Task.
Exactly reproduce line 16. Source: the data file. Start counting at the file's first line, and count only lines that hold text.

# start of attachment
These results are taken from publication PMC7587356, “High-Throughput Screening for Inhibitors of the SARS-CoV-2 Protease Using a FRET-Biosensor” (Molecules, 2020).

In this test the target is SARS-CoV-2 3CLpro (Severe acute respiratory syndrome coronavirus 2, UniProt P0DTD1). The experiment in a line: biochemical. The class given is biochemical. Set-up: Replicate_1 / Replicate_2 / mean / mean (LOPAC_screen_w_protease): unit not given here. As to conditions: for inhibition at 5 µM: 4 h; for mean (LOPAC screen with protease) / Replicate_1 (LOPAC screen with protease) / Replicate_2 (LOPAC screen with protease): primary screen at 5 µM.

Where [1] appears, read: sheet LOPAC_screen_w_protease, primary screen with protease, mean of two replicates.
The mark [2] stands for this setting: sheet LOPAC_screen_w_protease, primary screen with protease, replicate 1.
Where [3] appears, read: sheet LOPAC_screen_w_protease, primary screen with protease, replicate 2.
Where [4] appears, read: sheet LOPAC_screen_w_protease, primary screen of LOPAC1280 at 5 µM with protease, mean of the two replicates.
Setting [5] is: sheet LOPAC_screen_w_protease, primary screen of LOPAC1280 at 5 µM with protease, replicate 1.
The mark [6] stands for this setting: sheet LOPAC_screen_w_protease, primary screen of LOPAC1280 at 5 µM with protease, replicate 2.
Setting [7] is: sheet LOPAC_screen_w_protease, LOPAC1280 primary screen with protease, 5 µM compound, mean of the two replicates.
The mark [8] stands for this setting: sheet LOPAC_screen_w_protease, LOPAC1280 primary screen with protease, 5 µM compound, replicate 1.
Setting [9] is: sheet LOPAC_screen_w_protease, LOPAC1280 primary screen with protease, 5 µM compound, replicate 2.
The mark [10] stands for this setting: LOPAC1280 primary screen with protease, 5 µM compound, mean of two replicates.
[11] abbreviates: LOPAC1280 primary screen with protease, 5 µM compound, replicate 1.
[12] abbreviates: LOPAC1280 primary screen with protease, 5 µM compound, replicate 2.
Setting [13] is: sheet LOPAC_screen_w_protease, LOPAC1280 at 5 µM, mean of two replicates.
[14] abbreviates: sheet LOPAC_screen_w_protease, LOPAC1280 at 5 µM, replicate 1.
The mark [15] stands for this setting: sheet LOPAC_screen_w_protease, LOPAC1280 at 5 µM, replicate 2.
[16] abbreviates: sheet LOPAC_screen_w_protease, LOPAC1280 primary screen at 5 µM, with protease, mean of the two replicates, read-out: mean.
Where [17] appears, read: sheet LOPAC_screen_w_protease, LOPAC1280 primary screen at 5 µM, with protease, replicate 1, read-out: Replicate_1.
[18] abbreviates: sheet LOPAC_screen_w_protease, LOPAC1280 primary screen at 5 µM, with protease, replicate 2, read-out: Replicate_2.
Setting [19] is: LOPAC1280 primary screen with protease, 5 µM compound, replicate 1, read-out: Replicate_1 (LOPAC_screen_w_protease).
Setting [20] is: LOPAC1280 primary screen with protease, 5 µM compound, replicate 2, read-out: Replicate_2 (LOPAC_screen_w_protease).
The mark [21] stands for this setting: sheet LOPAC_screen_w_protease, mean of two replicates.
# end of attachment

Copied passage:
[14] abbreviates: sheet LOPAC_screen_w_protease, LOPAC1280 at 5 µM, replicate 1.